I would have to agree with Ira here. I am a GM for a game called "Pathfinder" at the moment. For me, it is D&D. The ruleset is fairly meaningless to me as a GM. For me, the role playing experience hinges
on MY creativity (and my fellow gamers ability to tap into that and use their creativity and imagination to link to mine). I don't sit down and worry about the way the rules are worded or even how exactly a skill or feat or special ability effects our game sessions. I don't worry about how the combat system works. It has been, is, and always will be about a story. A set of places. A particular scene or setting. I wouldn't think twice about HOW a skill is used or HOW the system even uses skills or combat for that matter.
Until recently, I hadn't played a pen and paper roleplaying game in ages. I got back in as a player in a Dark Heresy campaign and remembered why I used to love it so. When I was asked whether I wanted to GM a game, I looked through a friends library of books and the artwork of Pathfinder lured me in. I told my gaming group that Pathfinder would be cool for me. I had no idea about 3.5 or 4.0 or any of that. I had already put the pieces together in my head for what I wanted and frankly it didn't mean a dang thing which system I used.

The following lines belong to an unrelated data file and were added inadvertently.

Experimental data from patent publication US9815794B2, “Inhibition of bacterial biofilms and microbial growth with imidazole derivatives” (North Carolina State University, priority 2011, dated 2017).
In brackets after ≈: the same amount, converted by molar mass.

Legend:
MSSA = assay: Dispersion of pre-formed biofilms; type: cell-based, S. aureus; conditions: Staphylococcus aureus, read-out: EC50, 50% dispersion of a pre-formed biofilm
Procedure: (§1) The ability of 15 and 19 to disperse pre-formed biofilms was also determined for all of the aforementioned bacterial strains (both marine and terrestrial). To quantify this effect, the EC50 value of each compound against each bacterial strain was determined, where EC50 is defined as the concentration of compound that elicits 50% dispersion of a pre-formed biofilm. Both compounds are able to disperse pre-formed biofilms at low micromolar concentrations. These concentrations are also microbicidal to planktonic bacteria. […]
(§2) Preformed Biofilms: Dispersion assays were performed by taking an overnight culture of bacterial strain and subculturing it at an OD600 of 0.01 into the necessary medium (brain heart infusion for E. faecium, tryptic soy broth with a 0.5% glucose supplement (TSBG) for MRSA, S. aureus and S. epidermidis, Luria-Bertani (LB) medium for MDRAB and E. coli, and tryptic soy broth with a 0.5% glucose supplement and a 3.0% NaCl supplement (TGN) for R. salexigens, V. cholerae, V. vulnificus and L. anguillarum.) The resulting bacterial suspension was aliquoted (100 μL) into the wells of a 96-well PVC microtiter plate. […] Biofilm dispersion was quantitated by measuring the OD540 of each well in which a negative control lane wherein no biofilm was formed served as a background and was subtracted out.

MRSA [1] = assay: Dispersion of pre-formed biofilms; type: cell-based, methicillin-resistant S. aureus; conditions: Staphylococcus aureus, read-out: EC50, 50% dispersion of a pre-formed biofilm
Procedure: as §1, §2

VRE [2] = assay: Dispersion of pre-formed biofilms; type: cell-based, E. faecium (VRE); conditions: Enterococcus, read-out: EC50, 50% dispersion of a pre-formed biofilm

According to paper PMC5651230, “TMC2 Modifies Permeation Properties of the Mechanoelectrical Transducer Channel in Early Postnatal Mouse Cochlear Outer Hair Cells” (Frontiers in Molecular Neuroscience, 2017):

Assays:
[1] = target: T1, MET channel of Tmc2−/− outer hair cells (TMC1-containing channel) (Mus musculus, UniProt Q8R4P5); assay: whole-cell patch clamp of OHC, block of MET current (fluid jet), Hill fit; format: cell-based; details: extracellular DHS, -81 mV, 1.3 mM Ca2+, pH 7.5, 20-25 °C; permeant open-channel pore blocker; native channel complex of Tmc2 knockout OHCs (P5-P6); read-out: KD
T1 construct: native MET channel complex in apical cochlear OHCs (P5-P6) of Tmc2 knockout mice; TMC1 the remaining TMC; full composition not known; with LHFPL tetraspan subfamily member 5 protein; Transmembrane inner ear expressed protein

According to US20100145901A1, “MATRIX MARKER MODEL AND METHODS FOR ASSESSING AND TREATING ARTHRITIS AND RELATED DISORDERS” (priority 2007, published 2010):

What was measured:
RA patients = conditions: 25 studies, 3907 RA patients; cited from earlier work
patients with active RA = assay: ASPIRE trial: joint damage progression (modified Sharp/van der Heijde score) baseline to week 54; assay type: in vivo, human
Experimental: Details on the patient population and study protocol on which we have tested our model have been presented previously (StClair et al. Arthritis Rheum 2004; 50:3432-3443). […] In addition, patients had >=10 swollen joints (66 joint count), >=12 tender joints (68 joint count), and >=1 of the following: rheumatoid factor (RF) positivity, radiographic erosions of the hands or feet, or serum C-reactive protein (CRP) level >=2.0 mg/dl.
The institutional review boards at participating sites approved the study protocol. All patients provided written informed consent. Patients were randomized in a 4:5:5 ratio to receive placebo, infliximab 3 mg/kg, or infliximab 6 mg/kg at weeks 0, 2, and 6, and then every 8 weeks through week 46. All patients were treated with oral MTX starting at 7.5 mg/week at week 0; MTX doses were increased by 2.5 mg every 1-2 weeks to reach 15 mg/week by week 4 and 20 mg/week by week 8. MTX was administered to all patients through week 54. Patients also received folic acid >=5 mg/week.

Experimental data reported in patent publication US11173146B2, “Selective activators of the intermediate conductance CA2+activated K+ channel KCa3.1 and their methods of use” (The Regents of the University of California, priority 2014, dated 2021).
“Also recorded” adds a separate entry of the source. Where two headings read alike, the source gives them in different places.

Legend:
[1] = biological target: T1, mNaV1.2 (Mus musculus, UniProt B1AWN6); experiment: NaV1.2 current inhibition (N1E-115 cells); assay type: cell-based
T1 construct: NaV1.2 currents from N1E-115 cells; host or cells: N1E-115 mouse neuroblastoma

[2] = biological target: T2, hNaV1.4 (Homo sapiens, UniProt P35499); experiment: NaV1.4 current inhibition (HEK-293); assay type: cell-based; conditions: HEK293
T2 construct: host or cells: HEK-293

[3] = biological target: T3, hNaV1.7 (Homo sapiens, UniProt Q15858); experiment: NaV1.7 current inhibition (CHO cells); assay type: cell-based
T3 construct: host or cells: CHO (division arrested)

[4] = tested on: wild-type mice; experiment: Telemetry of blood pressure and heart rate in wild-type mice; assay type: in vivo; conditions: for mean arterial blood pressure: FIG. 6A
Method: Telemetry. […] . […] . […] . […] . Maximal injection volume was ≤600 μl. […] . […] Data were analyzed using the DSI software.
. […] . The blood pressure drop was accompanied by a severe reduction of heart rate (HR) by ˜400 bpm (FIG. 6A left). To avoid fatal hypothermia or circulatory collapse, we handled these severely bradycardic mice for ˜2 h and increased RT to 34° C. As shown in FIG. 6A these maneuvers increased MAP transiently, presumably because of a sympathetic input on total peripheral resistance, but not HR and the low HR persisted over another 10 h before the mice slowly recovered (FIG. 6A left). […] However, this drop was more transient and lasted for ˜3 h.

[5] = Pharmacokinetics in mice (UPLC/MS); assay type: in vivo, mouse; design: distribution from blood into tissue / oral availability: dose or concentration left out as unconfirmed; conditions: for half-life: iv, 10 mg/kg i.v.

I think what a lot of roleplaying game companies have forgotten is that RPG's are the gamer's realm. There is no room for corporate decisions. We don't care. I could've just have easily made the game from 1st edition D&D. Doesn't matter. What matters are the stories, the characters, the settings, and the exploits of these imaginary constructs of very imaginative gamers.
I think if
my gaming group gives me another shot at being a GM (and they have given me quite a bit of positive feedback so far in this my first attempt in about 20 years), then I think I am going to go with something like Mutant Epoch or some other retro style post-apocalyptic RPG. We are not going to buy flip mats or battle figures. Never going to happen. Our characters live in our heads. Yes, we might paint up a representation of what our character looks like, but we would never use it in a gaming session. That's not what RPG's are about. At least, not to me and not for the group that I play with.
I will get off my soapbox now. I realize that there are as many opinions about RPGing as there are players who play the games.
I would not be too surprised if this ploy of putting 4.0 D&D to rest early and starting anew doesn't help the company at all. Gamers have already figured out that there are other alternatives, even if it is just to dust off that ancient tome that you used to play as a kid. It works just as well now as it used to then...
Sorry about the book here. I just started typing and these words all fell out of my head.